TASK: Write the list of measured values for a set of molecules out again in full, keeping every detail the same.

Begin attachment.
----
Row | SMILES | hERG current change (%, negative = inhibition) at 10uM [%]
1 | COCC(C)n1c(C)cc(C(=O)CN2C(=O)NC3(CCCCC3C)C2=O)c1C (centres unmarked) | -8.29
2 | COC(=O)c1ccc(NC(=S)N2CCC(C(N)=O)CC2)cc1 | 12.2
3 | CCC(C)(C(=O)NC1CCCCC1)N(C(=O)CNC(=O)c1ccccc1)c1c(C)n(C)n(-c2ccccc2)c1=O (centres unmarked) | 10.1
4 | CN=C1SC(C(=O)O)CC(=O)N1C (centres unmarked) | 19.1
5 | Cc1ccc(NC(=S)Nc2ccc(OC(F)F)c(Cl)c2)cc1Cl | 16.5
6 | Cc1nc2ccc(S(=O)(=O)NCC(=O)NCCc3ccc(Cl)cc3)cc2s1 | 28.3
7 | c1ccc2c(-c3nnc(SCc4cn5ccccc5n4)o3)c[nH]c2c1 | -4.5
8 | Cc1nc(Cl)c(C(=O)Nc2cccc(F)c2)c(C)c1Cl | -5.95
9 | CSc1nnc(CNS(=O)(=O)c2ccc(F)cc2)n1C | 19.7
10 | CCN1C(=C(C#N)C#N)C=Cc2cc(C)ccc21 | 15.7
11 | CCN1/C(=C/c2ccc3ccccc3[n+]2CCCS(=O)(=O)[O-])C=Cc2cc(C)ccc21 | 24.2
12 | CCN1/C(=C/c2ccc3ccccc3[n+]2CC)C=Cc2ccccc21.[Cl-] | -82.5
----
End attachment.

Row | SMILES | hERG current change (%, negative = inhibition) at 10uM [%]
1 | COCC(C)n1c(C)cc(C(=O)CN2C(=O)NC3(CCCCC3C)C2=O)c1C (centres unmarked) | -8.29
2 | COC(=O)c1ccc(NC(=S)N2CCC(C(N)=O)CC2)cc1 | 12.2
3 | CCC(C)(C(=O)NC1CCCCC1)N(C(=O)CNC(=O)c1ccccc1)c1c(C)n(C)n(-c2ccccc2)c1=O (centres unmarked) | 10.1
4 | CN=C1SC(C(=O)O)CC(=O)N1C (centres unmarked) | 19.1
5 | Cc1ccc(NC(=S)Nc2ccc(OC(F)F)c(Cl)c2)cc1Cl | 16.5
6 | Cc1nc2ccc(S(=O)(=O)NCC(=O)NCCc3ccc(Cl)cc3)cc2s1 | 28.3
7 | c1ccc2c(-c3nnc(SCc4cn5ccccc5n4)o3)c[nH]c2c1 | -4.5
8 | Cc1nc(Cl)c(C(=O)Nc2cccc(F)c2)c(C)c1Cl | -5.95
9 | CSc1nnc(CNS(=O)(=O)c2ccc(F)cc2)n1C | 19.7
10 | CCN1C(=C(C#N)C#N)C=Cc2cc(C)ccc21 | 15.7
11 | CCN1/C(=C/c2ccc3ccccc3[n+]2CCCS(=O)(=O)[O-])C=Cc2cc(C)ccc21 | 24.2
12 | CCN1/C(=C/c2ccc3ccccc3[n+]2CC)C=Cc2ccccc21.[Cl-] | -82.5